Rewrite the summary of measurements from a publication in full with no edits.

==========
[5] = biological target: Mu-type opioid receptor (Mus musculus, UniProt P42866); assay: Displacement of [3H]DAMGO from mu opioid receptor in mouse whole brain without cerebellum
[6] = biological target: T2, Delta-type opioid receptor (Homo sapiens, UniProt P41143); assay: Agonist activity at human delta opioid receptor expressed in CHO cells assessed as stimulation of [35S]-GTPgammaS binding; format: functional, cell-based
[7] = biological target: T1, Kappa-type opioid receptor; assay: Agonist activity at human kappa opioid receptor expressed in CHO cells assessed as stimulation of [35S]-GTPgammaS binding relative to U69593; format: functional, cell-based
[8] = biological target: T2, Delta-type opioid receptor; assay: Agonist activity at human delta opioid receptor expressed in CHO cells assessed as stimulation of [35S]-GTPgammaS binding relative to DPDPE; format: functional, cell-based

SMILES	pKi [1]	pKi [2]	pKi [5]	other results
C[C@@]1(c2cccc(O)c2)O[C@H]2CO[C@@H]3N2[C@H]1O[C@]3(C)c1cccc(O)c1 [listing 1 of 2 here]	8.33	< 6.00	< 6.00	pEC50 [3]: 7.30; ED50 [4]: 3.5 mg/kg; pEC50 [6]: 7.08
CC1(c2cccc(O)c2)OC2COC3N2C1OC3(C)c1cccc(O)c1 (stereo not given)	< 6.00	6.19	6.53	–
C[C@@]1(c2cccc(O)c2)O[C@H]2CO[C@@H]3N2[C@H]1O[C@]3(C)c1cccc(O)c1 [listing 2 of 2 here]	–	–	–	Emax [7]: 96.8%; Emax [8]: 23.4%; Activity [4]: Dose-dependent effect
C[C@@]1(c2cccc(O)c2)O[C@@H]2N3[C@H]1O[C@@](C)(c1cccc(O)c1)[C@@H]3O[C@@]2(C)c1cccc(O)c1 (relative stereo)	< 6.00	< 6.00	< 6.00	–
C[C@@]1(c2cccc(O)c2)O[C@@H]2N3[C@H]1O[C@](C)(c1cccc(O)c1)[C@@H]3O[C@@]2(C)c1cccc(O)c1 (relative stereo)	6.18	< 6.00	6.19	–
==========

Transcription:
[5] = biological target: Mu-type opioid receptor (Mus musculus, UniProt P42866); assay: Displacement of [3H]DAMGO from mu opioid receptor in mouse whole brain without cerebellum
[6] = biological target: T2, Delta-type opioid receptor (Homo sapiens, UniProt P41143); assay: Agonist activity at human delta opioid receptor expressed in CHO cells assessed as stimulation of [35S]-GTPgammaS binding; format: functional, cell-based
[7] = biological target: T1, Kappa-type opioid receptor; assay: Agonist activity at human kappa opioid receptor expressed in CHO cells assessed as stimulation of [35S]-GTPgammaS binding relative to U69593; format: functional, cell-based
[8] = biological target: T2, Delta-type opioid receptor; assay: Agonist activity at human delta opioid receptor expressed in CHO cells assessed as stimulation of [35S]-GTPgammaS binding relative to DPDPE; format: functional, cell-based

SMILES	pKi [1]	pKi [2]	pKi [5]	other results
C[C@@]1(c2cccc(O)c2)O[C@H]2CO[C@@H]3N2[C@H]1O[C@]3(C)c1cccc(O)c1 [listing 1 of 2 here]	8.33	< 6.00	< 6.00	pEC50 [3]: 7.30; ED50 [4]: 3.5 mg/kg; pEC50 [6]: 7.08
CC1(c2cccc(O)c2)OC2COC3N2C1OC3(C)c1cccc(O)c1 (stereo not given)	< 6.00	6.19	6.53	–
C[C@@]1(c2cccc(O)c2)O[C@H]2CO[C@@H]3N2[C@H]1O[C@]3(C)c1cccc(O)c1 [listing 2 of 2 here]	–	–	–	Emax [7]: 96.8%; Emax [8]: 23.4%; Activity [4]: Dose-dependent effect
C[C@@]1(c2cccc(O)c2)O[C@@H]2N3[C@H]1O[C@@](C)(c1cccc(O)c1)[C@@H]3O[C@@]2(C)c1cccc(O)c1 (relative stereo)	< 6.00	< 6.00	< 6.00	–
C[C@@]1(c2cccc(O)c2)O[C@@H]2N3[C@H]1O[C@](C)(c1cccc(O)c1)[C@@H]3O[C@@]2(C)c1cccc(O)c1 (relative stereo)	6.18	< 6.00	6.19	–